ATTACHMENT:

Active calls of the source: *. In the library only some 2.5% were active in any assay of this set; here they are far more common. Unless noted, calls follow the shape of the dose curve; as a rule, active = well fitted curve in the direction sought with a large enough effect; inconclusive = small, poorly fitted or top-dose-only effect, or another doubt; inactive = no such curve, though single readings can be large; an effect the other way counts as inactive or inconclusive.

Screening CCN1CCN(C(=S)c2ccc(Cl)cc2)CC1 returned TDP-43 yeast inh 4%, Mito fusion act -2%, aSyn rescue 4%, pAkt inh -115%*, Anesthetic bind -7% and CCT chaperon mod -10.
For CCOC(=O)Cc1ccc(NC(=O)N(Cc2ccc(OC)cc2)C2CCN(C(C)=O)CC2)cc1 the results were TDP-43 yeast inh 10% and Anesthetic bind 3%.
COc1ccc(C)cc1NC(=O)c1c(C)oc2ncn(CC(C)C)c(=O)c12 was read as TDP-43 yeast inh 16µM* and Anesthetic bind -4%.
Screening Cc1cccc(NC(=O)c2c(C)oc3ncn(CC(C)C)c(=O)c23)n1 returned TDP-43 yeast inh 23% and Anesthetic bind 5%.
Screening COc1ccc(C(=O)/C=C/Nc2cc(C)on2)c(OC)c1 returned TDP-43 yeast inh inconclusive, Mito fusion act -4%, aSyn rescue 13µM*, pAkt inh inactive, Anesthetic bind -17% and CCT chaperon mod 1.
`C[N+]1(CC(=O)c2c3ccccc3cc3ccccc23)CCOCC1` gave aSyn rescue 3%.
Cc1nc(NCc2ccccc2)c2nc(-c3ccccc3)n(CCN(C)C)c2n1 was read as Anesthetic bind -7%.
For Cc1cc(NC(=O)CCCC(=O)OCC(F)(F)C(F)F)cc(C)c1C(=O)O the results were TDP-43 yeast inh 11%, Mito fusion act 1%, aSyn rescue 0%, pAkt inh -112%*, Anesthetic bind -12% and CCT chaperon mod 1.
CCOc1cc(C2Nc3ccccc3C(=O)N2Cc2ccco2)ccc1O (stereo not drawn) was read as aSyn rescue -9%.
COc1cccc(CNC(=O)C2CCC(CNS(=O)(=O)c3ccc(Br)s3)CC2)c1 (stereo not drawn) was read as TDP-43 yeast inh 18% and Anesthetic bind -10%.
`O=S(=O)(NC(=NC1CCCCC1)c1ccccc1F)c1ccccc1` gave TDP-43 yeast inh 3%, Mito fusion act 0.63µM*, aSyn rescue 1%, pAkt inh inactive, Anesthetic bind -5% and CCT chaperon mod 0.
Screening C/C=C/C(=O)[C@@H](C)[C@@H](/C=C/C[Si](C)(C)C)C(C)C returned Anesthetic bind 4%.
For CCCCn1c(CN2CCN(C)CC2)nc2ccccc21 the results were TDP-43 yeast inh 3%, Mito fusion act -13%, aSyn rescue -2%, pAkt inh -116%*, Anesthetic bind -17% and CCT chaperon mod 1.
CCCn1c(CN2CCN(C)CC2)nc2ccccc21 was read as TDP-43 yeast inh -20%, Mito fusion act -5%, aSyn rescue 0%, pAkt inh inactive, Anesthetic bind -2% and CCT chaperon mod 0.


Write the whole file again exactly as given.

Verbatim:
Active calls of the source: *. In the library only some 2.5% were active in any assay of this set; here they are far more common. Unless noted, calls follow the shape of the dose curve; as a rule, active = well fitted curve in the direction sought with a large enough effect; inconclusive = small, poorly fitted or top-dose-only effect, or another doubt; inactive = no such curve, though single readings can be large; an effect the other way counts as inactive or inconclusive.

Screening CCN1CCN(C(=S)c2ccc(Cl)cc2)CC1 returned TDP-43 yeast inh 4%, Mito fusion act -2%, aSyn rescue 4%, pAkt inh -115%*, Anesthetic bind -7% and CCT chaperon mod -10.
For CCOC(=O)Cc1ccc(NC(=O)N(Cc2ccc(OC)cc2)C2CCN(C(C)=O)CC2)cc1 the results were TDP-43 yeast inh 10% and Anesthetic bind 3%.
COc1ccc(C)cc1NC(=O)c1c(C)oc2ncn(CC(C)C)c(=O)c12 was read as TDP-43 yeast inh 16µM* and Anesthetic bind -4%.
Screening Cc1cccc(NC(=O)c2c(C)oc3ncn(CC(C)C)c(=O)c23)n1 returned TDP-43 yeast inh 23% and Anesthetic bind 5%.
Screening COc1ccc(C(=O)/C=C/Nc2cc(C)on2)c(OC)c1 returned TDP-43 yeast inh inconclusive, Mito fusion act -4%, aSyn rescue 13µM*, pAkt inh inactive, Anesthetic bind -17% and CCT chaperon mod 1.
`C[N+]1(CC(=O)c2c3ccccc3cc3ccccc23)CCOCC1` gave aSyn rescue 3%.
Cc1nc(NCc2ccccc2)c2nc(-c3ccccc3)n(CCN(C)C)c2n1 was read as Anesthetic bind -7%.
For Cc1cc(NC(=O)CCCC(=O)OCC(F)(F)C(F)F)cc(C)c1C(=O)O the results were TDP-43 yeast inh 11%, Mito fusion act 1%, aSyn rescue 0%, pAkt inh -112%*, Anesthetic bind -12% and CCT chaperon mod 1.
CCOc1cc(C2Nc3ccccc3C(=O)N2Cc2ccco2)ccc1O (stereo not drawn) was read as aSyn rescue -9%.
COc1cccc(CNC(=O)C2CCC(CNS(=O)(=O)c3ccc(Br)s3)CC2)c1 (stereo not drawn) was read as TDP-43 yeast inh 18% and Anesthetic bind -10%.
`O=S(=O)(NC(=NC1CCCCC1)c1ccccc1F)c1ccccc1` gave TDP-43 yeast inh 3%, Mito fusion act 0.63µM*, aSyn rescue 1%, pAkt inh inactive, Anesthetic bind -5% and CCT chaperon mod 0.
Screening C/C=C/C(=O)[C@@H](C)[C@@H](/C=C/C[Si](C)(C)C)C(C)C returned Anesthetic bind 4%.
For CCCCn1c(CN2CCN(C)CC2)nc2ccccc21 the results were TDP-43 yeast inh 3%, Mito fusion act -13%, aSyn rescue -2%, pAkt inh -116%*, Anesthetic bind -17% and CCT chaperon mod 1.
CCCn1c(CN2CCN(C)CC2)nc2ccccc21 was read as TDP-43 yeast inh -20%, Mito fusion act -5%, aSyn rescue 0%, pAkt inh inactive, Anesthetic bind -2% and CCT chaperon mod 0.